EMS Director Bob Mixter
Resigns after Misuse of MCI Bus
The longtime director of Berkeley County's Emergency
Medical Services has resigned amid accusations that he
allowed a mass casualty transport unit to be used to take
guests to a wedding. Bob Mixter resigned from his position
March 18, according to county spokesman Chip Boling. Boling
would not comment on what prompted the move. He did say
that Mixter's resignation was unexpected and that he was
not asked to leave.Mixter's resignation came three days
after he authorized using an EMS mass casualty transport
unit to shuttle guests to and from a wedding March 15,
Boling said. Mixter could not be reached for comment.
Firefighters Face Trial Board
The D.C. fire lieutenant at the center of the
investigation in the death of Cecil Mills went before a
D.C. Fire and EMS trial board Wednesday. Kellene Davis is
facing six separate neglect of duty charges, including
failure to command her unit and making false statements.
Kellene Davis is facing six separate neglect of duty
charges, including failure to command her unit and making
false statements. Mills collapsed across the street from
the firehouse on Rhode Island Avenue on January 25 and no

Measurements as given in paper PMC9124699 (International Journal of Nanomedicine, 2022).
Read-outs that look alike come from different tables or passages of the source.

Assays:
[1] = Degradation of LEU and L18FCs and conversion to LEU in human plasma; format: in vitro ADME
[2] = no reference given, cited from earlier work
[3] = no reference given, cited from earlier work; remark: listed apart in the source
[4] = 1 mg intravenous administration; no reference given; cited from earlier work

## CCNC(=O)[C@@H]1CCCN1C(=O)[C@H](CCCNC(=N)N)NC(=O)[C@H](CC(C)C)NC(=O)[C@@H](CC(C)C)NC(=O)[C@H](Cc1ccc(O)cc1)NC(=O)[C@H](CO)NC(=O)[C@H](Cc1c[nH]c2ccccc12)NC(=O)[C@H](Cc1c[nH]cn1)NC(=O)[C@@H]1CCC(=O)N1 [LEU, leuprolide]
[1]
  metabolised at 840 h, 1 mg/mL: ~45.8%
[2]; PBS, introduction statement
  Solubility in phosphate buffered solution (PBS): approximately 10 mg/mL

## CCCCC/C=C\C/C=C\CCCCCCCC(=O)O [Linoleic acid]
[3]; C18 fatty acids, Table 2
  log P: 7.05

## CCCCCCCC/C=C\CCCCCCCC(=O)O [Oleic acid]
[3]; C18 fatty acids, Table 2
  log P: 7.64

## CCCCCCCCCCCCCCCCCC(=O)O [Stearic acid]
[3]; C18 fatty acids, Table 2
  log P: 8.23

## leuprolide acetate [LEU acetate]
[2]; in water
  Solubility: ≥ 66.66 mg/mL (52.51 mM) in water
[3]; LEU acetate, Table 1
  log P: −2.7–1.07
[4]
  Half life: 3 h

one left the building to help him.
Paramedics Killed in Fatal Ambulance Accident
A report on the emergency response to a shooting last
year at Los Angeles International Airport, which left a
security screener dead, cites serious shortcomings in
communication between agencies that left major commanders
in the dark and a long lag in establishing a coordinated
response. An early copy of the report to be presented
Tuesday to airport commissioners was obtained by The
Associated Press. Nothing has been blacked out for security
reasons in the single report that will be presented,
airport spokeswoman Nancy Castles said.
Rural/Metro Employees Walk off The Job in Tennessee
Eight Blount County Rural/Metro ambulance employees
resigned Monday morning, officials said. Jerry Harnish, a
Rural/Metro regional director, said the general manager, a
supervisor and six ambulance workers quit at about 9 a.m.
“They essentially left and gave no reason,” he said. “We
replaced those folks on the schedule and are up and
running.” Harnish said the Blount County Rural/Metro
Ambulance Service had plenty of both part-time and
full-time workers to pick up the slack.